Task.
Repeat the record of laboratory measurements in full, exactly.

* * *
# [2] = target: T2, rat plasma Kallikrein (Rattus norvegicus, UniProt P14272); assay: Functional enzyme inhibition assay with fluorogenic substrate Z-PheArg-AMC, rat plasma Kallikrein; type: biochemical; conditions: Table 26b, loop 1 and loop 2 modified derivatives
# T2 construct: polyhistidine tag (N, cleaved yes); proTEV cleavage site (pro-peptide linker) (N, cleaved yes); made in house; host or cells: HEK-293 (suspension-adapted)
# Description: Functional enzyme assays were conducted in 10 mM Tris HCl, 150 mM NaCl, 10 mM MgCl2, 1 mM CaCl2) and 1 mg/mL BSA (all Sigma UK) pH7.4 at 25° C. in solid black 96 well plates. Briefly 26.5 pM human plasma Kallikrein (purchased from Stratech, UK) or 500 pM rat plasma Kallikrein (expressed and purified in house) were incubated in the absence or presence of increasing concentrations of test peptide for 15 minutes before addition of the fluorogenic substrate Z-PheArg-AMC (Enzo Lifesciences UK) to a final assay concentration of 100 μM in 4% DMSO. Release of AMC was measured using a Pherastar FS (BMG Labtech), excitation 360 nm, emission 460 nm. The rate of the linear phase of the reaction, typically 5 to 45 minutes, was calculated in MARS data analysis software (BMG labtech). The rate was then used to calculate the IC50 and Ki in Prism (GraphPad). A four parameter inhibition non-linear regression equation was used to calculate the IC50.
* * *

# [2] = target: T2, rat plasma Kallikrein (Rattus norvegicus, UniProt P14272); assay: Functional enzyme inhibition assay with fluorogenic substrate Z-PheArg-AMC, rat plasma Kallikrein; type: biochemical; conditions: Table 26b, loop 1 and loop 2 modified derivatives
# T2 construct: polyhistidine tag (N, cleaved yes); proTEV cleavage site (pro-peptide linker) (N, cleaved yes); made in house; host or cells: HEK-293 (suspension-adapted)
# Description: Functional enzyme assays were conducted in 10 mM Tris HCl, 150 mM NaCl, 10 mM MgCl2, 1 mM CaCl2) and 1 mg/mL BSA (all Sigma UK) pH7.4 at 25° C. in solid black 96 well plates. Briefly 26.5 pM human plasma Kallikrein (purchased from Stratech, UK) or 500 pM rat plasma Kallikrein (expressed and purified in house) were incubated in the absence or presence of increasing concentrations of test peptide for 15 minutes before addition of the fluorogenic substrate Z-PheArg-AMC (Enzo Lifesciences UK) to a final assay concentration of 100 μM in 4% DMSO. Release of AMC was measured using a Pherastar FS (BMG Labtech), excitation 360 nm, emission 460 nm. The rate of the linear phase of the reaction, typically 5 to 45 minutes, was calculated in MARS data analysis software (BMG labtech). The rate was then used to calculate the IC50 and Ki in Prism (GraphPad). A four parameter inhibition non-linear regression equation was used to calculate the IC50.